It had been some years since I’d read any Justice League comics with any dedication, other than dipping in and out for various ‘event’ stories sporadically.
The big DC Universe Rebirth gave me cause, as with a handful of other titles, to jump back in with a new start-point.
As openers go, Justice League #1 does its job consummately.
Every major character is sequentially introduced with appropriate attention and care, starting with Diana Prince. The story – ‘The Extinction Machines’ – opens with immediate urgency and high stakes and, within a short amount of space, establishes an engaging threat level, a good amount of intrigue and the promise of a lot to come.
On top of all that, it is visually solid too, especially Tommey Morrey’s colors. Moving from scene to scene feels seamless and fluid, both visually and in story terms.
The pacing is effective, while the scale is impressively cinematic. With the different characters scattered in different parts of the world, this book achieves a great level of scope, making it feel like a truly global scenario with world-shattering stakes.
It is also to Bryan Hitch’s credit that the story doesn’t fixate or center on Batman or Superman, but starts and ends with Diana and gives all the other players suitable page-time and rich visuals.
As we move on to ‘The Extinction Machines, Part 2’, all the momentum and quality continues seamlessly.
There are some gorgeous visuals here. The early double-page spread of the Green Lanterns, Baz and Jessica, floating their airship-like constructs over the Hong Kong cityscape is eye-candy of the first order, as is a later spread of Flash doing his thing.
There’s also something fitting about Batman having to forsake his pride and go to Metropolis to fetch Superman.
As bored as I am with both Superman as a character and the Batman/Superman thing in general, the brief scene at the end of Justice League #2 is suitably brooding and even slightly evocative.
What helps put the interest level on a high is the effectively conveyed scale of the crisis and threat and its worldwide manifestations.
As we go into Justice League #3, #4 and #5, the ‘Kindred’ are an intriguing development, suitably mysterious, with implied primeval origins and agenda. They are esoteric and monolithic and genuinely intimidating. They also look really great.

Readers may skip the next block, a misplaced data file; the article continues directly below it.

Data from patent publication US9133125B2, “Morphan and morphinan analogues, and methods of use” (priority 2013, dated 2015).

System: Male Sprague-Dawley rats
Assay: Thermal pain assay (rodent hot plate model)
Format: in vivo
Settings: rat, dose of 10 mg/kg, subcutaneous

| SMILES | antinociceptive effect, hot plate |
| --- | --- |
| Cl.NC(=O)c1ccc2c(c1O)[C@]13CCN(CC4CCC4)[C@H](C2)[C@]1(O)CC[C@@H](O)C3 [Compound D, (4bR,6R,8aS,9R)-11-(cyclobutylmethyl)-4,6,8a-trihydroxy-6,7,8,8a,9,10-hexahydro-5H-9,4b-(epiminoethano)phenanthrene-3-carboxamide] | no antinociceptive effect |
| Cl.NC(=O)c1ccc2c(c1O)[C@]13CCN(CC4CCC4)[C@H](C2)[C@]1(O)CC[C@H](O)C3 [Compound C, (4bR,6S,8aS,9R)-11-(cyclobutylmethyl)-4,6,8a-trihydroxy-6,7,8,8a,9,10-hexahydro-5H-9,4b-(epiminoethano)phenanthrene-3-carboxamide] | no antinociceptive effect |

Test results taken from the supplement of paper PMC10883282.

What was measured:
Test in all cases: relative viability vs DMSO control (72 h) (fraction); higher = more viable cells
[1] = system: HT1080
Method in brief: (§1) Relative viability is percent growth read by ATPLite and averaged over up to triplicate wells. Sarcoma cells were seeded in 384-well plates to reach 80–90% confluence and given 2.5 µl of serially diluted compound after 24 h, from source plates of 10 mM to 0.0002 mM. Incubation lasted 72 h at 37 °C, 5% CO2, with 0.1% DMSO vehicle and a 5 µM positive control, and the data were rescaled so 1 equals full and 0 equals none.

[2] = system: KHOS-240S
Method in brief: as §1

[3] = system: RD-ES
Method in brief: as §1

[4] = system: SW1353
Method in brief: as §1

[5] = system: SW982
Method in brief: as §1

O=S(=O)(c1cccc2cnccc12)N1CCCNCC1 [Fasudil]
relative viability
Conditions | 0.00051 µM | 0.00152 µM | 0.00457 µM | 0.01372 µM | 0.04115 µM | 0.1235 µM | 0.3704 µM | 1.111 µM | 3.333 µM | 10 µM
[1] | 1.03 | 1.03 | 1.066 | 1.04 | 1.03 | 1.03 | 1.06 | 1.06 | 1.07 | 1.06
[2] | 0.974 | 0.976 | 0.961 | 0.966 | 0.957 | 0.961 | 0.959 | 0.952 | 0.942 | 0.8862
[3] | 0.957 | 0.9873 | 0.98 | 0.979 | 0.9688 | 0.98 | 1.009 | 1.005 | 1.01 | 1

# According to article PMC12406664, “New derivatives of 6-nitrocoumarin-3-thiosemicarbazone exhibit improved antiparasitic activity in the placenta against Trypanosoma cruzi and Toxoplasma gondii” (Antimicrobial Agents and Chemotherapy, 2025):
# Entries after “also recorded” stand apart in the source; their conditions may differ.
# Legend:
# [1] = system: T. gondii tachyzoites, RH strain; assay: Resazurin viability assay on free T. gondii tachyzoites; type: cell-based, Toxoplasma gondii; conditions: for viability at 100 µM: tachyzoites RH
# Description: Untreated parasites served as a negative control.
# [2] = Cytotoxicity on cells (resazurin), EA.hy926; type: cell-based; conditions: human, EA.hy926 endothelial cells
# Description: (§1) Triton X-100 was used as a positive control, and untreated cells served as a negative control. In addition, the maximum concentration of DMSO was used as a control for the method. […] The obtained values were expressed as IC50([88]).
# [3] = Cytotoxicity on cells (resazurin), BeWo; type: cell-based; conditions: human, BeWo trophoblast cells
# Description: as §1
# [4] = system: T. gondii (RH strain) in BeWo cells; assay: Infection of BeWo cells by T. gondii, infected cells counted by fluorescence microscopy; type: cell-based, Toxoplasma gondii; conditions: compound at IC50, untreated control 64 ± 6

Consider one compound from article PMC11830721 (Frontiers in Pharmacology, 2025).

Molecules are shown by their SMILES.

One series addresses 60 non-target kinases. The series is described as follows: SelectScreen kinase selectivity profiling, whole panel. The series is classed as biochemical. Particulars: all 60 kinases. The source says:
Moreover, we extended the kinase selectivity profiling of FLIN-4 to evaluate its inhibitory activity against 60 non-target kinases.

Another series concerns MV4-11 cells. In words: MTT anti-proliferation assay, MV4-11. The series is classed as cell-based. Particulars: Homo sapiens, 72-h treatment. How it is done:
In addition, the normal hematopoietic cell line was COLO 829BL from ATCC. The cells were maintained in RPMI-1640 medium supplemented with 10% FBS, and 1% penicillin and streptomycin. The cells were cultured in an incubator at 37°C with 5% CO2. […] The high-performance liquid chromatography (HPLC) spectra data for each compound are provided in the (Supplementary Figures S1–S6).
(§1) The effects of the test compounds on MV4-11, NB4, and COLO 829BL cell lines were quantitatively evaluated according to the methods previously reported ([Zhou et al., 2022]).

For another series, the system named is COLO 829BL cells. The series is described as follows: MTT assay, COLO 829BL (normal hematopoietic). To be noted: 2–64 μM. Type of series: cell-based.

There’s an image in Justice League #5 (page 8) of Batman, Flash and Cyborg stumbling into a site where these monolithic entities are stood and it really captures that sense of ancient, prehistoric god-like beings and their enigmatic, ineffable activities – aloof, preoccupied with godly matters that are beyond the comprehension of lesser, mortal beings struggling to understand what’s going on.
At times this was reminding me a lot of the kind of stuff Johnathon Hickman was doing a few years ago in the Avengers books (all the ‘Time Runs Out’ material and the long lead-in to Secret Wars) – nowhere near as good, of course, but somewhat tapping into the same kind of cosmic/global apocalyptic vibe.
Justice League #4 and #5 push us into the climax.
In the end, despite some of the aforementioned qualities in the storytelling, it doesn’t really build to anything of consequence.
Justice League #5 is particularly anti-climatic, with a tidy resolution and literally ‘The End’. The main purpose of this story, it seems, is to force the various Justice Leaguers to work together to defeat a global, end-of-the-world threat and also to force them to value and recognise their own specific powers, like necessary pieces of a winning equation.
In its totality, The Extinction Machines isn’t a great story; though it does create and sustain a good level of intrigue from Justice League #1 through #4, and it does also benefit from being generally very eye-pleasing throughout, attaining – from the outset – a highly cinematic feel and scope.
Even at its best, however, the deficiencies in some of these characters are evident, and not just Superman.
It might be fair to acknowledge that I’m not massively attached to most of these characters (with the exception of Wonder Woman) – which, maybe, colors my reading experience somewhat.
That being said, one of the positives in these first few books is that I was enjoying the Green Lanterns, Simon Baz and Jessica Cruz – and, in fact, on the strength Justice League #1 and #2, I started reading the Green Lanterns title – which is one of the better DC books at the moment.
In all, Justice League #1 – 5 has something to offer as large-scale, almost cinematic, comic-book action. As a new start-point, it’ll do. But it doesn’t begin to live up to the potential that had seemed rich at first.